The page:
How Do Medical Professionals Use Heart Ejection Fraction Data?


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Medical professionals use ejection fraction data to devise a course of treatment for heart problems based on heart function capacity, according to Mayo Clinic. Ejection fraction measures the percent of blood leaving the heart with each contraction.

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Ejection fraction rates guide treatment plans to a certain extent. For example, ejection fraction of less than 40 percent confirms the presence of heart failure, notes Cleveland Clinic. The use of an implantable cardioverter defibrillator is indicated when ejection fraction falls below 35 percent.

The heart relaxes and contracts during each heartbeat cycle, and when it contracts, it ejects blood from both of its pumping ventricles, explains Mayo Clinic. When the heart relaxes, blood refills the ventricles. The ejection fraction measures how much blood pumps out with each beat of the heart. The main pumping chamber of the heart is the left ventricle, and ejection fraction generally measures only the pumping action of the left ventricle. Normal left ventricle ejection fraction rates of 55 percent or more are a normal reading, while rates below 50 percent indicate reduced capacity.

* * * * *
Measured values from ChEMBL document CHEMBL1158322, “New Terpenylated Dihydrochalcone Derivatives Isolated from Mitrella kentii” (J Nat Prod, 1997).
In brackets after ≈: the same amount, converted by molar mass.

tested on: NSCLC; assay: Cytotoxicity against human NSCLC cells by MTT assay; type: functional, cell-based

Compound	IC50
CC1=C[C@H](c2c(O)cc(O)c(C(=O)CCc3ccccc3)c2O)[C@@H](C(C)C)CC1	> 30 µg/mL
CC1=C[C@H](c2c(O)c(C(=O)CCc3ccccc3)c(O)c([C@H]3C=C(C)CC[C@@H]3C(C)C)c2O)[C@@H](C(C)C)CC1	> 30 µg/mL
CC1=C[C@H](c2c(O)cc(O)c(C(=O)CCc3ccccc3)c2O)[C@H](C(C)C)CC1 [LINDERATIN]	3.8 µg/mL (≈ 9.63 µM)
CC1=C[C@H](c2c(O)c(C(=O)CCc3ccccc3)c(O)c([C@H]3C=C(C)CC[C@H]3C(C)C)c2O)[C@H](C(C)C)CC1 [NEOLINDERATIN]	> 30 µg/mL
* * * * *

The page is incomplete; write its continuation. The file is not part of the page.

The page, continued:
Ejection fraction is not the sole measure of heart function, states Mayo Clinic, and a normal ejection fraction does not necessarily indicate overall normal heart function. Typically, lowered ejection fraction indicates weakened heart muscle, problems with the valves of the heart, a previous heart attack or uncontrolled hypertension over the course of time.

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